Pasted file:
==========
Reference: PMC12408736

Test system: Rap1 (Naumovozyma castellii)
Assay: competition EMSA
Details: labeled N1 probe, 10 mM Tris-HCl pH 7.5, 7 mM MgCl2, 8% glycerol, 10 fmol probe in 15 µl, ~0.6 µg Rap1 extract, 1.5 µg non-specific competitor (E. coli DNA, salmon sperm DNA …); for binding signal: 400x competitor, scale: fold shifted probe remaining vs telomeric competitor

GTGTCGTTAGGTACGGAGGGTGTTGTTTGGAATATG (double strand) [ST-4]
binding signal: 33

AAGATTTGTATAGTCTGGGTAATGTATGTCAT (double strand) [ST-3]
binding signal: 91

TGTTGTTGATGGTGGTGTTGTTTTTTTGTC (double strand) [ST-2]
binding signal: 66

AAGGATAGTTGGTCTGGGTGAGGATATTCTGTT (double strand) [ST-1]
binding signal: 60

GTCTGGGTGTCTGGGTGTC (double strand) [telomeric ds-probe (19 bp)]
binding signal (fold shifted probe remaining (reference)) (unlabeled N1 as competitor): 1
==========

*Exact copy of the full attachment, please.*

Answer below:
Reference: PMC12408736

Test system: Rap1 (Naumovozyma castellii)
Assay: competition EMSA
Details: labeled N1 probe, 10 mM Tris-HCl pH 7.5, 7 mM MgCl2, 8% glycerol, 10 fmol probe in 15 µl, ~0.6 µg Rap1 extract, 1.5 µg non-specific competitor (E. coli DNA, salmon sperm DNA …); for binding signal: 400x competitor, scale: fold shifted probe remaining vs telomeric competitor

GTGTCGTTAGGTACGGAGGGTGTTGTTTGGAATATG (double strand) [ST-4]
binding signal: 33

AAGATTTGTATAGTCTGGGTAATGTATGTCAT (double strand) [ST-3]
binding signal: 91

TGTTGTTGATGGTGGTGTTGTTTTTTTGTC (double strand) [ST-2]
binding signal: 66

AAGGATAGTTGGTCTGGGTGAGGATATTCTGTT (double strand) [ST-1]
binding signal: 60

GTCTGGGTGTCTGGGTGTC (double strand) [telomeric ds-probe (19 bp)]
binding signal (fold shifted probe remaining (reference)) (unlabeled N1 as competitor): 1